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How does any president's reputation sink so low? The reasons are best understood as the reverse of those that produce presidential greatness. In almost every survey of historians dating back to the 1940s, three presidents have emerged as supreme successes: George Washington, Abraham Lincoln and Franklin D. Roosevelt. These were the men who guided the nation through what historians consider its greatest crises: the founding era after the ratification of the Constitution, the Civil War, and the Great Depression and Second World War. Presented with arduous, at times seemingly impossible circumstances, they rallied the nation, governed brilliantly and left the republic more secure than when they entered office.
Calamitous presidents, faced with enormous difficulties -- Buchanan, Andrew Johnson, Hoover and now Bush -- have divided the nation, governed erratically and left the nation worse off. In each case, different factors contributed to the failure: disastrous domestic policies, foreign-policy blunders and military setbacks, executive misconduct, crises of credibility and public trust. Bush, however, is one of the rarities in presidential history: He has not only stumbled badly in every one of these key areas, he has also displayed a weakness common among the greatest presidential failures -- an unswerving adherence to a simplistic ideology that abjures deviation from dogma as heresy, thus preventing any pragmatic adjustment to changing realities. Repeatedly, Bush has undone himself, a failing revealed in each major area of presidential performance.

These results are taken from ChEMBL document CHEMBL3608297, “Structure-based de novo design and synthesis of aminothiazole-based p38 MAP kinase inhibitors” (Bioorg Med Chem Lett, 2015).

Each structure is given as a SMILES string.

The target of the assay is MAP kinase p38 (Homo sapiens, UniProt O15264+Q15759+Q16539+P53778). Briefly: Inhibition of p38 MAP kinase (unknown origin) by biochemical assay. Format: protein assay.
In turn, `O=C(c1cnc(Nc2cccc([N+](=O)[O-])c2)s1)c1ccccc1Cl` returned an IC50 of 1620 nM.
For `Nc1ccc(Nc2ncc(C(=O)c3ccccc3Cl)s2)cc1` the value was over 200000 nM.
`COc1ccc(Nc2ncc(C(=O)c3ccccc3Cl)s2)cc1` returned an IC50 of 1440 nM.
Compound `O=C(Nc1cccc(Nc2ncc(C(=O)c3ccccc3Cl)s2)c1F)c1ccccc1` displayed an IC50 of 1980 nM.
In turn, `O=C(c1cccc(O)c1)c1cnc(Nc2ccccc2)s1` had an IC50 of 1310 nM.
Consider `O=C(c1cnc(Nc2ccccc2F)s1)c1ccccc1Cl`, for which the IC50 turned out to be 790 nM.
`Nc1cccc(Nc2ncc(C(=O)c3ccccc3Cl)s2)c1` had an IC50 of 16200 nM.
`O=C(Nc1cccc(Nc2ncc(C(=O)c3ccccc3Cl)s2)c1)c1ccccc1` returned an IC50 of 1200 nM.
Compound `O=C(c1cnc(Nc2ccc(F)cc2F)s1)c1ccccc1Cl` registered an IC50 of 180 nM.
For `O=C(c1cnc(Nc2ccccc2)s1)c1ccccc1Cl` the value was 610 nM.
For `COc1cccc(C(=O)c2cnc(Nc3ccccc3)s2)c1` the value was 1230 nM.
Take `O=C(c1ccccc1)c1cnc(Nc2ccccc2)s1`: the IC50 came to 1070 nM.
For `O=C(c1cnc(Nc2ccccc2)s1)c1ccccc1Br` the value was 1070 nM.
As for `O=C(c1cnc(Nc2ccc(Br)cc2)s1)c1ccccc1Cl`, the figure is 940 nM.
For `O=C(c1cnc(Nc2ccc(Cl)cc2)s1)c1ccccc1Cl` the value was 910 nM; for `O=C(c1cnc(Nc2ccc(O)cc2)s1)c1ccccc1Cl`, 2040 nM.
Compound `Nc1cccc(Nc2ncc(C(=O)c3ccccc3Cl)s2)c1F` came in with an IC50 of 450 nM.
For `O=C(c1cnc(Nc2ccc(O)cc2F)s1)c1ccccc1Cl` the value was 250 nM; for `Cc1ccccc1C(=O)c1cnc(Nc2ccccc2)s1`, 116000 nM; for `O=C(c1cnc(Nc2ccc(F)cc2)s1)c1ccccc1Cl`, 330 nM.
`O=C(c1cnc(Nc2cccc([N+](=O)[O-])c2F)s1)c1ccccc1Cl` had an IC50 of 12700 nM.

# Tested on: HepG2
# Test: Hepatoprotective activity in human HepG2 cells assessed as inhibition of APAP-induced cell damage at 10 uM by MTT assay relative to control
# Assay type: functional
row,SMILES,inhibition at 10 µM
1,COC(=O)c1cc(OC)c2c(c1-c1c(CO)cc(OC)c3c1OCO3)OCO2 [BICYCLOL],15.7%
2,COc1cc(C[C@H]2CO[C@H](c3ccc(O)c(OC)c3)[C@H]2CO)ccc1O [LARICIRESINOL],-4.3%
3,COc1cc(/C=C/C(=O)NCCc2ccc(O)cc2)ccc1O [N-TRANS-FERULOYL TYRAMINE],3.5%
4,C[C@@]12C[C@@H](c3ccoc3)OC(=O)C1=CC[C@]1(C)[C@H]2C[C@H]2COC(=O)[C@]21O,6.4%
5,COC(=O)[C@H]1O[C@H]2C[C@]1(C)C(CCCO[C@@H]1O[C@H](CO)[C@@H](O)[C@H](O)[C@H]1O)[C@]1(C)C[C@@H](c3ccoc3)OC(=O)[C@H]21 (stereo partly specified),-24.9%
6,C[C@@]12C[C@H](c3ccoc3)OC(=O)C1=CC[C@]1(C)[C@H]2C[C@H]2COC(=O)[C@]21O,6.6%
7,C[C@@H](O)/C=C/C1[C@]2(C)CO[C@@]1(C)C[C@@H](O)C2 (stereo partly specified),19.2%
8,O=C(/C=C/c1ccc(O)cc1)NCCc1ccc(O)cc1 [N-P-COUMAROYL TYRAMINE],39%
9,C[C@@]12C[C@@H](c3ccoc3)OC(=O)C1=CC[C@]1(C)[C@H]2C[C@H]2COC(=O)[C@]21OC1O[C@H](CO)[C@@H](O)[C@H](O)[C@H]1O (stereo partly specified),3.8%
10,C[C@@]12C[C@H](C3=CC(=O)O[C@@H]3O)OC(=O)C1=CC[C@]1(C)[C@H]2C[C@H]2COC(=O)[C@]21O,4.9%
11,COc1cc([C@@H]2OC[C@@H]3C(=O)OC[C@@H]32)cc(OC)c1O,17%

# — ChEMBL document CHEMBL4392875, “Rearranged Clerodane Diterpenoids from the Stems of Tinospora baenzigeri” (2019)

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THE CREDIBILITY GAP